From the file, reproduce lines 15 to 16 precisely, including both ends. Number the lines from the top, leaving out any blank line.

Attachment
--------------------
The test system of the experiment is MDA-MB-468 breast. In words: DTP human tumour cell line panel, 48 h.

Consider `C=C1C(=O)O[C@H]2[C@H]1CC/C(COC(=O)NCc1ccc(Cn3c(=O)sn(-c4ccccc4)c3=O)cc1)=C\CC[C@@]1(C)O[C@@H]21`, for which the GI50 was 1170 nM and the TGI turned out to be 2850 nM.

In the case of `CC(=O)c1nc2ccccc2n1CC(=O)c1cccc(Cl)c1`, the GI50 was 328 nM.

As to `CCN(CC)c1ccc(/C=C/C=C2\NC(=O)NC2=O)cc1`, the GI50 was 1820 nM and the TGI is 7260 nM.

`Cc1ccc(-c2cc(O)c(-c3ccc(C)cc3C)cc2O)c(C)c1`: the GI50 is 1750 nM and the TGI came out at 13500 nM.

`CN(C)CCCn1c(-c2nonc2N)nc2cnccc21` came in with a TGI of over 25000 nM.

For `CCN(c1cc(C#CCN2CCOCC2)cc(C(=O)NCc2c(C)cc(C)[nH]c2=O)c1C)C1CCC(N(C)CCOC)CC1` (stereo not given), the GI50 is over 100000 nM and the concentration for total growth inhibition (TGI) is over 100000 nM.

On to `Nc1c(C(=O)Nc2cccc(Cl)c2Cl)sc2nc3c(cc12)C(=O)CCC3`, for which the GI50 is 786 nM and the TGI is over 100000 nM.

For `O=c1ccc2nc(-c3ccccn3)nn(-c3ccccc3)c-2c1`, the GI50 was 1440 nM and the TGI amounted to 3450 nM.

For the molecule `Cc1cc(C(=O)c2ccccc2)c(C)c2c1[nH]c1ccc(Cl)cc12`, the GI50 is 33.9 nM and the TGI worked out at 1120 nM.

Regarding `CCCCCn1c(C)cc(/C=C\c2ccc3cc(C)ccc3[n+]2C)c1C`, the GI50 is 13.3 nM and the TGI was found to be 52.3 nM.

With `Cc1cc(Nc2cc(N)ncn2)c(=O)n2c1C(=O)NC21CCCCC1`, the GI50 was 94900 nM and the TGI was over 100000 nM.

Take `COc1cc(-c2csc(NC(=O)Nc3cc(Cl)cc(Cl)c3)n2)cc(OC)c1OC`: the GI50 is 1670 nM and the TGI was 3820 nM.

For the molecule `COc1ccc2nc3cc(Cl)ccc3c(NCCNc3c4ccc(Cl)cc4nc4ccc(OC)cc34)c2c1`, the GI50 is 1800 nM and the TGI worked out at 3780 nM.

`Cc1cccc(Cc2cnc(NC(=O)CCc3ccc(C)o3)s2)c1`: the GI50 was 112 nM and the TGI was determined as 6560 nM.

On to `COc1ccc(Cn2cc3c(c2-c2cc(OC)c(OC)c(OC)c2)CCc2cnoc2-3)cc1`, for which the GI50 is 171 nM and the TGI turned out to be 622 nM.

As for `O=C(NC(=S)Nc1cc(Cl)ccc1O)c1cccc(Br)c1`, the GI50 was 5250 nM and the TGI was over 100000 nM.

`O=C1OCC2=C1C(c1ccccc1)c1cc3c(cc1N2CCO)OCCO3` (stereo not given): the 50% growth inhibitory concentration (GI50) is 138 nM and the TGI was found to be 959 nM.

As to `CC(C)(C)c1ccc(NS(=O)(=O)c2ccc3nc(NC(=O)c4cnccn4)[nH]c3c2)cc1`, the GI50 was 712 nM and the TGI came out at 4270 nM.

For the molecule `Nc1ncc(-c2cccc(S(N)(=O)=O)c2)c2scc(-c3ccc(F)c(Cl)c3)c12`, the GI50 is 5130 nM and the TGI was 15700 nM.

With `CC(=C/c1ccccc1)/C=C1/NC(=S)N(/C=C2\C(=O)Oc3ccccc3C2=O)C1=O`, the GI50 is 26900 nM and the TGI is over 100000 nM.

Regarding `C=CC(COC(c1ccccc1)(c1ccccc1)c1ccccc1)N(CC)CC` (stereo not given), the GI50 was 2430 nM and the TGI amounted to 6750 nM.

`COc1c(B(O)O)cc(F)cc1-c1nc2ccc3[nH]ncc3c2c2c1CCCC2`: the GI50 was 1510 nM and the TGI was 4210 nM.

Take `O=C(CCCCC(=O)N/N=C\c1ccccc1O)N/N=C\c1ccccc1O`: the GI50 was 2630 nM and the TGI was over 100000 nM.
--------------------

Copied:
`Cc1cccc(Cc2cnc(NC(=O)CCc3ccc(C)o3)s2)c1`: the GI50 was 112 nM and the TGI was determined as 6560 nM.

On to `COc1ccc(Cn2cc3c(c2-c2cc(OC)c(OC)c(OC)c2)CCc2cnoc2-3)cc1`, for which the GI50 is 171 nM and the TGI turned out to be 622 nM.